UN airlifts aid to Bangladesh as Rohingya refugee count soars

Cox’s Bazar, Bangladesh: The United Nations announced a major operation on Tuesday to airlift aid to the 370,000 Rohingya Muslims who have fled to Bangladesh to escape the deadly violence in Myanmar.
In the first of several planned flights, a Boeing 777 chartered by the UN Refugee Agency brought 91 tonnes of shelter material, blankets and other items to Cox’s Bazar, near the border with Myanmar’s troubled Rakhine state.
Bangladesh’s Prime Minister Sheikh Hasina on Tuesday promised food aid and shelters for the minority Rohingya, while asking Myanmar to repatriate those who fled the ethnic violence that erupted on August 25 in the country.
“It is difficult, but we have arranged shelters for them (Rohingya) on humanitarian grounds to the best of our ability. We will remain by their side,” Hasina said after visiting the Kutupalong refugee camp.
Hasina urged the international community to raise pressure on Myanmar to take back the Rohingya and ensure their security as citizens.
“We cannot tolerate any injustice. Myanmar must repatriate its people,” she said. But Myanmar has reportedly laid landmines on the border and has told the stateless and marginalised Rohingya community that refugees will need proof of citizenship if they wish to return.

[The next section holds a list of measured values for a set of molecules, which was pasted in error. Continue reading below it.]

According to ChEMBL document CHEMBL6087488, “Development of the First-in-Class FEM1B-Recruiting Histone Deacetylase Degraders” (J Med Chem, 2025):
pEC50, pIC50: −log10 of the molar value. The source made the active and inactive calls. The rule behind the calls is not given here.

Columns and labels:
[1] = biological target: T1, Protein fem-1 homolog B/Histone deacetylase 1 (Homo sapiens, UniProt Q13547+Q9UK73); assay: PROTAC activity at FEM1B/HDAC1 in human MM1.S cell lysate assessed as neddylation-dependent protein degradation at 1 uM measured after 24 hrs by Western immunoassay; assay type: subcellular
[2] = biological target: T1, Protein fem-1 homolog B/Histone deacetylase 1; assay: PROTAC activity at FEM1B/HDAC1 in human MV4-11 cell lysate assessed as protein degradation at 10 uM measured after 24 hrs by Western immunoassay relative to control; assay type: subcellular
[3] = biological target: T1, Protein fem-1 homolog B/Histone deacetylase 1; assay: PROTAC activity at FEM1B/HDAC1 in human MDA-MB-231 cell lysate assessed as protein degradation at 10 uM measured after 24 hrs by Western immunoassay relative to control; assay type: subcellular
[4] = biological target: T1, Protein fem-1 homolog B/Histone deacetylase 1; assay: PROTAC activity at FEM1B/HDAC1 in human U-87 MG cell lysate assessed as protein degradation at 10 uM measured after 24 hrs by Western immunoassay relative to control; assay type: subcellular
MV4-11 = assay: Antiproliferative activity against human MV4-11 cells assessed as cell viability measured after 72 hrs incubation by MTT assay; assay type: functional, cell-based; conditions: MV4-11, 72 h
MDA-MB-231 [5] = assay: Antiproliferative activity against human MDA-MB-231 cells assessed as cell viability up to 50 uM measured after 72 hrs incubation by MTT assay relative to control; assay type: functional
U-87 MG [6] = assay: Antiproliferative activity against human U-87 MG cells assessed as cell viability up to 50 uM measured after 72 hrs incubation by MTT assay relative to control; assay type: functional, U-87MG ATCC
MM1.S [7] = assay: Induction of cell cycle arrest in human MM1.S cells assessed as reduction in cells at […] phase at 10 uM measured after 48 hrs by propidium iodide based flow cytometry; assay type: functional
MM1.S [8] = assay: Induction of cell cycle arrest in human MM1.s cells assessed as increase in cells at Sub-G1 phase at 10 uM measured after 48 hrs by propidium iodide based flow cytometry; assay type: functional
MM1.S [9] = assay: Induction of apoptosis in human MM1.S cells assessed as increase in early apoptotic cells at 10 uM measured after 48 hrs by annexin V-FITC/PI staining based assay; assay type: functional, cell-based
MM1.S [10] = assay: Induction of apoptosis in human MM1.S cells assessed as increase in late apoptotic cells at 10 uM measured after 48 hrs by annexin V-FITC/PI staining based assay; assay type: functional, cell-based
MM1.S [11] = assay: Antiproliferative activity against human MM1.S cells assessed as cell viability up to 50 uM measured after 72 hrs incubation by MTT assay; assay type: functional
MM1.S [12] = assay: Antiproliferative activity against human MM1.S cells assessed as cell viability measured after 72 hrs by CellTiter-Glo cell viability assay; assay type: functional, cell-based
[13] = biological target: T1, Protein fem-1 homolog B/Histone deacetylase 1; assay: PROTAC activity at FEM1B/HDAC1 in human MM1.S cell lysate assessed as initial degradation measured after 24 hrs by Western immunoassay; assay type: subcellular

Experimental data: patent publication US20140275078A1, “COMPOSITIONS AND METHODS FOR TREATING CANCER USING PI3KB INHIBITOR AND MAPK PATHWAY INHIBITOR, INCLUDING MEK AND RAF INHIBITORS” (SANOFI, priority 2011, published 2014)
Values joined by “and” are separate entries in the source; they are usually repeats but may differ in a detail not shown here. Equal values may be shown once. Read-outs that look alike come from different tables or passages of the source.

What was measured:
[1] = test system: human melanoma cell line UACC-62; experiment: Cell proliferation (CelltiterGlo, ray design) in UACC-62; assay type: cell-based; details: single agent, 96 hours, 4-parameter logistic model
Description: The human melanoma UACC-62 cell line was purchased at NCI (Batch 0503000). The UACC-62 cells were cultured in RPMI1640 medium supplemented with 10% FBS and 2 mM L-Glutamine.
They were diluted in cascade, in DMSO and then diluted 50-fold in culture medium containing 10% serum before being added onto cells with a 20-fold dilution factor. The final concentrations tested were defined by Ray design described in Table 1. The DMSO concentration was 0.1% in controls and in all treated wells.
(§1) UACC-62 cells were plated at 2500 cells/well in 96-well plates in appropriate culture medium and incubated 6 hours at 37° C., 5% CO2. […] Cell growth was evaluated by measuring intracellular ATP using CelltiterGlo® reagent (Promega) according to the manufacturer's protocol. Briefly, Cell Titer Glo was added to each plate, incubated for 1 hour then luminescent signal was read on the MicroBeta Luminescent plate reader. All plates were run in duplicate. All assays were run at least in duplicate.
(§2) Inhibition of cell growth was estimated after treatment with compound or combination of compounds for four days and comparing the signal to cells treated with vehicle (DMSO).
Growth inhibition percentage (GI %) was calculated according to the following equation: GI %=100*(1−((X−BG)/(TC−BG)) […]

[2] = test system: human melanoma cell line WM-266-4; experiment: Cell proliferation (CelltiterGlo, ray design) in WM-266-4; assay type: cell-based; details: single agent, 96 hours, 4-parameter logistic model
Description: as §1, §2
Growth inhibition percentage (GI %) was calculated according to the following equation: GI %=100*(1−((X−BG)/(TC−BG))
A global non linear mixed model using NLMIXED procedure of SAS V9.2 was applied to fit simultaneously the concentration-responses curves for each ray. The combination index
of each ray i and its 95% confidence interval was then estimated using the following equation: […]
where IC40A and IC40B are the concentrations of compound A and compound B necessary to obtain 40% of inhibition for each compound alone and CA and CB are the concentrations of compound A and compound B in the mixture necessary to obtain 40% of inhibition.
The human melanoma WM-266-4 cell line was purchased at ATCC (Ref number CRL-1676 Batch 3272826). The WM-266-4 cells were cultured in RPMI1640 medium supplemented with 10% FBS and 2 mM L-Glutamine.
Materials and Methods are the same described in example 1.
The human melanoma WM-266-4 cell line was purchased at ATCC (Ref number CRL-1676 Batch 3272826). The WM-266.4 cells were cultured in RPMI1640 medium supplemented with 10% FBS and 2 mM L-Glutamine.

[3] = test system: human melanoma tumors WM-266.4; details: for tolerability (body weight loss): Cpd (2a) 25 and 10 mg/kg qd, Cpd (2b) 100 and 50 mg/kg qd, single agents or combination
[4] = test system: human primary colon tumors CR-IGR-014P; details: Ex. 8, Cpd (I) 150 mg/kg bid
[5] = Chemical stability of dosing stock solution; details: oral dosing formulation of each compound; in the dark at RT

The UN said on Tuesday it estimates 370,000 refugees have fled since the latest outbreak of violence, up from the previous day’s estimate of 313,000.
With the latest influx, Bangladesh is now hosting more than 700,000 undocumented Rohingya Muslims on humanitarian grounds. Among them, 400,000 were driven away by the Burmese military in the 1990s.
Hasina distributed relief goods among the newly arrived refugees and listened to them describe the atrocities they faced in Myanmar, where security forces have launched a security operation after Rohingya militants attacked police stations.
She flew to Cox’s Bazar from Dhaka in the morning to review the conditions in the camps and outside, a district official said. The existing refugee camps have been stretched beyond capacity.
Hundreds of thousands have been staying along roadsides and in nearby forests and hills since they crossed the border. The Myanmar Red Cross is preparing to assist the government in delivering aid to civilians trapped in conflict-ridden Rakhine, the organisation said on Tuesday.
Diplomats say the Myanmar government has invited the Red Cross to cooperate because the UN is perceived locally as favouring the Rohingya.
“We are now planning and preparing; we are going to have details on the areas soon,” said Shwe Sin Kyaw Soe, head of communications at the Myanmar Red Cross Society.
She did not specify whether the plan would include Muslim villages.
Many Rohingya are still believed to be struggling towards the Bangladesh border, undergoing an arduous journey with little food orwater.
Bangladesh plans to raise the Rohingya issue at next week’s UN General Assembly to ask Myanmar to take back its nationals and ensure their security.  — dpa